Despite Trump administration rollbacks of fossil-fuel regulations, the fast-growing U.S. alternative energy sector is not about to be eclipsed by more traditional forms of power production, said veteran LeClairRyan energy attorney Roy M. Palk in an April 27 Q&A with altenergymag.com. “Alternative energy is no longer a novelty,” Palk told editor Bob Hetherington. “It is being driven these days, not so much by political agendas and idealism, but by powerful market forces.” The interview with Palk, the national law firm’s Glen Allen, Va.-based Senior Energy Industry Advisor, touched on an array of topics related to regulations and the growth of the alternative energy industry in the United States.
Asked how the political winds could affect alternative energy, Palk predicted that federal regulatory rollbacks will shift activity to the states. “Plenty of states still desire to be very active in clean energy and are moving forward with incentives and regulations,” he said. “We’re not just seeing this in states like California, New York and New Jersey. In fact, even states like Kentucky—coal country, after all—are moving forward with alternative energy.” Palk, former CEO of the East Kentucky Power Cooperative, noted that Kentucky utilities are decisively ramping up their solar energy programs. “Believe it or not, the Kentucky Coal Museum in Benham has just installed an initial 50 solar panels on its roof and is aiming for an eventual capacity of 60-kilowatts,” he said in the interview. “I had to smile when I read that.”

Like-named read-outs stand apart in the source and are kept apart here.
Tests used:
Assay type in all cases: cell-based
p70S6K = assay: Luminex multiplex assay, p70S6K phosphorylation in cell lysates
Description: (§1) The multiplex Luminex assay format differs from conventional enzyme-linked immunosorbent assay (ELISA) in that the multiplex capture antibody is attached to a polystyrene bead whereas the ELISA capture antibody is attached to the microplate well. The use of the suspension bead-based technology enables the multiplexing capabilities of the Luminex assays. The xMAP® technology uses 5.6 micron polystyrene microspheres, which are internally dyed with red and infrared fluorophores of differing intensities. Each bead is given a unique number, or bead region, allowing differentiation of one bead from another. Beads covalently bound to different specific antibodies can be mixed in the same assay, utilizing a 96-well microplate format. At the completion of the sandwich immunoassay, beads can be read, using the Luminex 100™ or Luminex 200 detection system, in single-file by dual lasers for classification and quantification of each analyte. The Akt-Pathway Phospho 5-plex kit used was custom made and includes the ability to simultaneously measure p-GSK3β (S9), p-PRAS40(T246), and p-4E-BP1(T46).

As Palk sees it, the reason is simple enough: “Costs are going down for equipment and installation because technology is becoming more standardized and getting better all the time,” he told Hetherington. Along the same lines, he said in the interview, it is unlikely that coal will make a big comeback as some have hoped. If coal comes back to any degree, Palk explained, it is going to do so according to a very different model than what we have seen in the past. “When most Americans think of coal, they envision Appalachian towns where well-paid miners bravely risk their lives to go deep underground and recover coal with pickaxes,” he said. “But remember, there’s a lot less coal in the Appalachians today than in decades past, and it’s a lot more expensive to mine coal in those traditional coal regions as well.”
Any growth that does occur in the coal sector, Palk noted in the interview, will likely occur in the Midwest and West in open fields where coal is close to the surface, bountiful, and easy and cheap to mine. “These will be largely automated operations,” he said. “The real job growth, as far as the energy sector is concerned, will be in alternatives and renewables, and I don’t see coal in any way putting the brakes on alternative energy in the years to come.” The interview also touched on how reduced regulation of methane could actually help certain forms of alternative energy, such as biogas; the limitations of so-called “clean coal”; how improvements in battery storage stand to make solar and wind energy more stable; and the role of scientific development in U.S. energy.